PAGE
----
Upcoming Conferences
Members of the Understanding Risk group will be presenting at the following upcoming conferences:

Sackler Colloquium The Science of Risk Communication II
The US National Academy of Sciences is hosting its second Sackler colloquium on this topic in Washington, to continue the dialogue about science communication. Building on last year's dynamic and information-packed program, this year's event will present an update on the state of research on science communication and its implications for all those striving to engage and interact with broad publics.

10th biennial conference on Environmental Psychology
The conference is held in Magdeburg, Germany and will bring together people from all over the world interested in the field of environmental psychology to meet, share experiences, present research, and discuss ideas with regard to the state of the art in environment and behaviour research. More information about the conference can be found here.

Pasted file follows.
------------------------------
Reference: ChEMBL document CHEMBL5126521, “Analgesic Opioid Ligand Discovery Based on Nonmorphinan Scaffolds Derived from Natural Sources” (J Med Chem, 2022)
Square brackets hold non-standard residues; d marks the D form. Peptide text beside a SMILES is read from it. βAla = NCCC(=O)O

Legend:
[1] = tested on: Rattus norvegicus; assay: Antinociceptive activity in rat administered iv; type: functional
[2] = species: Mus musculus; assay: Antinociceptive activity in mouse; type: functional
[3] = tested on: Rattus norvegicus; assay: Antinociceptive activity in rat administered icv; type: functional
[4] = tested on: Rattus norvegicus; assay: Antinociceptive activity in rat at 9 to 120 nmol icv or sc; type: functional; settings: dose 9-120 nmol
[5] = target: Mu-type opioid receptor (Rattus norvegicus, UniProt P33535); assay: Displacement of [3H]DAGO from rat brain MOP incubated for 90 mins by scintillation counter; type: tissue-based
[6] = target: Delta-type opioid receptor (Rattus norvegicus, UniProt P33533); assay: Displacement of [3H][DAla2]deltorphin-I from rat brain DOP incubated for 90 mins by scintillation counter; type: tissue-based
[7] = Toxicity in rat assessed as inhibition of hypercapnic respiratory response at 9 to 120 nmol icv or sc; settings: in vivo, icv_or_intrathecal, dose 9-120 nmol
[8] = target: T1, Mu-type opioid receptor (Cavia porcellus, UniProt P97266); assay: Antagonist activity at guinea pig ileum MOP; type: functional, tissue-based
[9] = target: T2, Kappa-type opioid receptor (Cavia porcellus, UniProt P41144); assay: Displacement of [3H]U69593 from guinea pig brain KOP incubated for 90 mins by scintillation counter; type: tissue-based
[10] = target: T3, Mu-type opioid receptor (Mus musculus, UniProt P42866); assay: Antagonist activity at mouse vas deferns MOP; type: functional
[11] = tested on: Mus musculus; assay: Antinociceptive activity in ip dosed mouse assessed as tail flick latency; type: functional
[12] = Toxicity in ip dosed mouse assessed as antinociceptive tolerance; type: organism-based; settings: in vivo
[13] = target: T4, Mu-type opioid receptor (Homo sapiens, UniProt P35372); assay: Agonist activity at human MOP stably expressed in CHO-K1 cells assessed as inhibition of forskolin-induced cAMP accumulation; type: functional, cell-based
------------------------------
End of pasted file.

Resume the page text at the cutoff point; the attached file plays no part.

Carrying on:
Energy Transitions conference in Karlsruhe Germany hosted by the Helmholtz Institute in October 2013. Find more information about the conference here.

 

Launch of the UKERC funded research report ‘Transforming the UK Energy System: Public Values, Attitudes and Acceptability – synthesis report’.

This event held at the Royal Society on 16th July 2013 launched the findings from a synthesis analysis of research undertaken into public values, attitudes and acceptability of whole energy system change during 2011 and 2012. The research encompassed both discussion groups with members of the public from across Britain and a nationally representative survey. The full findings can be found on our reports pages.